Eagle Tavern

The Eagle Tavern was built in 1765 as a private residence by the owner of the mills previously established by Mahlon Stacy and William Trent. It operated as a tavern through most of the 19th century and was nominally connected to the nearby Eagle Race Track. It became a boarding house in 1890 and continued operating as such until 1947. The building was vacant from that time to 1965, when the City of Trenton purchased the property and leased it to the Trenton Historical Society. Though it was the subject of a federal feasibility study, the building is closed.

Eagle Tavern, 431-433 South Broad Street.

Douglass House

Built around 1766 and purchased in 1769 by Alexander Douglass, a quartermaster in the Revolutionary Army, this building now in Mill Hill Park in Trenton was where General Washington held a Council-of War on the night of January 2, 1777 after the Second Battle of Trenton and decided to march to Princeton.

Originally located at 191 South Broad Street, the house is an example of the small 18th century dwelling of the type common in Trenton during the Revolutionary War.

Douglass lived in the house until his death. Subsequent owners include Douglass’ family members, the Lutheran Church, and a businessman who moved it to Centre Street, where it was resold and occupied by tenants.

Interest in the house began after the Trenton Evening Times published a December 26, 1901, article on the 125th anniversary of Washington crossing the Delaware River. The result was that various civic-minded individuals took an option on the building, partnered with a Trenton church group to raise funds, and moved the building to city property near the Old Barracks and then to Mill Hill Park.

The building is currently being renovated.

Douglass House, Front and Montgomery streets. www.destinationtrenton.com/listings/the-douglass-house/113/

Princeton

Princeton Friends Meeting

The frequently passed and perhaps seldom notice Stony Brook Friends Meeting House on Quaker Bridge Road in Princeton was built in 1726 and rebuilt in 1760. It is indicative of the simple and clear Quaker design. The meetings still continue on the site as does a school. It also houses a cemetery where the bodies of several soldiers who died during the Battle of Princeton are buried. It is also the last resting place for Declaration of Independence signer Richard Stockton.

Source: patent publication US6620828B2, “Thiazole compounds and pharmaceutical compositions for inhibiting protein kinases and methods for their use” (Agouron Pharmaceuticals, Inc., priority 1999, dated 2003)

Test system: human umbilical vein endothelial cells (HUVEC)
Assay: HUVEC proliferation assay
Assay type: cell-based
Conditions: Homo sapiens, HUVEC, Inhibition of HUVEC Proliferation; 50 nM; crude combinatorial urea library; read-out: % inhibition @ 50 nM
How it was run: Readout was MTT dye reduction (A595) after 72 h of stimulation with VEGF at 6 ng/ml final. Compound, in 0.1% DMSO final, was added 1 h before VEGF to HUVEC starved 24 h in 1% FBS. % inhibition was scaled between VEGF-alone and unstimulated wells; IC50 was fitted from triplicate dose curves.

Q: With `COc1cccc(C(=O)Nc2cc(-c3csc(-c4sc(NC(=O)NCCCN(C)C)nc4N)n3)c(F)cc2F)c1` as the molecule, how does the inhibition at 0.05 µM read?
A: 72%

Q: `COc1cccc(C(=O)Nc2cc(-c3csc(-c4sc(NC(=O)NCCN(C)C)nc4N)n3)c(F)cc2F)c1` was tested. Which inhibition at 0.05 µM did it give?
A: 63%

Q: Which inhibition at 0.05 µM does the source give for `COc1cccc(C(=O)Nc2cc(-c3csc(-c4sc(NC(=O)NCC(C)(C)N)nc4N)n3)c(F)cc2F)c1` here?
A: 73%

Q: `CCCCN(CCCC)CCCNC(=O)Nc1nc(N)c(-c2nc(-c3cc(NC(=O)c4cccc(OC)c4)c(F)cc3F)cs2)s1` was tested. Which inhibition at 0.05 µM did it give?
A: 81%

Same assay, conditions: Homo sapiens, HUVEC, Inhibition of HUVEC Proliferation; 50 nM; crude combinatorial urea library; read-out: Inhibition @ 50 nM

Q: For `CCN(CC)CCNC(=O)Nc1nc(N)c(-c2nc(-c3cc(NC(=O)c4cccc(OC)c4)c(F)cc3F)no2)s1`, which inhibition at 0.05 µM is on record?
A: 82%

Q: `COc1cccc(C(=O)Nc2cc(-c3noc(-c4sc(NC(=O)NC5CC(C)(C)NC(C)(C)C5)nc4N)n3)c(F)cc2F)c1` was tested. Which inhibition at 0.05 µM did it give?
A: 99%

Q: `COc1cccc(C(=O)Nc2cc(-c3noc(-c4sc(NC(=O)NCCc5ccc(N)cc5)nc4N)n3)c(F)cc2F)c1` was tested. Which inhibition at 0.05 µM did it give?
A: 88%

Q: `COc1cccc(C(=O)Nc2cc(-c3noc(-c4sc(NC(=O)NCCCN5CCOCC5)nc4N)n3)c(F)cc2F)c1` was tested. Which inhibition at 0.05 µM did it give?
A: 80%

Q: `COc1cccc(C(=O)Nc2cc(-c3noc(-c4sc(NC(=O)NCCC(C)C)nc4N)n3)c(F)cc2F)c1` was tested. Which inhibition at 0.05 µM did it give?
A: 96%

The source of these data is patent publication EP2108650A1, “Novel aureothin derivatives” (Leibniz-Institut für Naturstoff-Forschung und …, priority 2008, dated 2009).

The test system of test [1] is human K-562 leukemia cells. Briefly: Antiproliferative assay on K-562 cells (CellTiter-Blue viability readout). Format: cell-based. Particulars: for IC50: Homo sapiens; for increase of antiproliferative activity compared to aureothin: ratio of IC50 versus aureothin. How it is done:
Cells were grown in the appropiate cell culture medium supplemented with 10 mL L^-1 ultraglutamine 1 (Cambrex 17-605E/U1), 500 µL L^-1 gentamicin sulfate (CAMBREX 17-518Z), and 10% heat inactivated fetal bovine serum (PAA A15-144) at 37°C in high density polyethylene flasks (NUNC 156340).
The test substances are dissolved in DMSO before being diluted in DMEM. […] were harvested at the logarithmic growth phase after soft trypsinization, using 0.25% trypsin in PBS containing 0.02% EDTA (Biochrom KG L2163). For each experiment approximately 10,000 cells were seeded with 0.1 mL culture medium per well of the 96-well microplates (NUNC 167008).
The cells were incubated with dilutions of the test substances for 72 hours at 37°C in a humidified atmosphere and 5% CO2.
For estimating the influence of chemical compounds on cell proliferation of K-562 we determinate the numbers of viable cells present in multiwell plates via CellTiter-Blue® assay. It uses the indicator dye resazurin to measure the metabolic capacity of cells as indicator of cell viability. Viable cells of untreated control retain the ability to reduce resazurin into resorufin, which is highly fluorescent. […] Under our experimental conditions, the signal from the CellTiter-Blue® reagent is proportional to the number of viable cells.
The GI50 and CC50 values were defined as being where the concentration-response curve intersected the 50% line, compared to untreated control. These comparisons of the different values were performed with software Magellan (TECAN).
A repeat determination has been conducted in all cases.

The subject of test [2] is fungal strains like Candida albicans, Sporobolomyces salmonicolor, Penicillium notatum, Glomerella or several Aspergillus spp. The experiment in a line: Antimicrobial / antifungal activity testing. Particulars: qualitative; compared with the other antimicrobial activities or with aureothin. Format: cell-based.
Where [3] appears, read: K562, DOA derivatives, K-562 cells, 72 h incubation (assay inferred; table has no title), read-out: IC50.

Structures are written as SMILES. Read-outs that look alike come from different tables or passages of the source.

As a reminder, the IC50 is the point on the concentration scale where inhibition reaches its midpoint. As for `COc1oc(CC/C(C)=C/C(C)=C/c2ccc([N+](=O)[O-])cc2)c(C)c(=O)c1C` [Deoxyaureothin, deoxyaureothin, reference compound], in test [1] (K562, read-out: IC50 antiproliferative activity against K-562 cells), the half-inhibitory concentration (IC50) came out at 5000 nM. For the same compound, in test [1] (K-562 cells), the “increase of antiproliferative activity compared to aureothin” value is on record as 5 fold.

Princeton Friends Meeting, 470 Quaker Road. Sunday services, 9 and 11 a.m. 609-924-5674 or www.princetonfriendsmeeting.org

Morven

Morven, the Princeton home of Declaration of Independence signer Richard Stockton (1730-1781), has its roots in the 1750s when in 1758 he rebuilt an earlier home consumed by fire. It was his wife, poet and patriot Annis Boudinot Stockton, who dubbed the mansion Morven — Gaelic for “big peak or mountain” and connected to the Romantic epics of Scottish poet James Macpherson.

Stockton was at the center of action and innovation in the area. He was one of the first graduates of what is now Princeton University, was a lawyer, served on the Continental Congress, and brought fellow Declaration of Independence singer Reverend John Witherspoon from Scotland to Princeton to serve as the college’s president.

The house was also part of the action of the Battle of Princeton when the British ransacked it after Stockton and his family had to flee — with the signer being captured and imprisoned.

Now a National Historic Landmark, Morven has undergone a series of additions and renovations reflecting the character of its occupants: generations of Stocktons, Johnson & Johnson family members, and, after the building was given to the State of New Jersey in the 1940s, the official home for the governor.

In 1982 a decision was made to relocate the governor’s mansion to Drumthwacket on Route 206, and, per the ownership agreement with the state, Morven reopened in 2004 as a museum and garden.

Morven Museum & Garden, 55 Stockton Street, Princeton. Wednesday through Sunday, 10 a.m. to 4 p.m. $8 to $10. 609-924-8144 or www.morven.org

Nassau Hall & Maclean House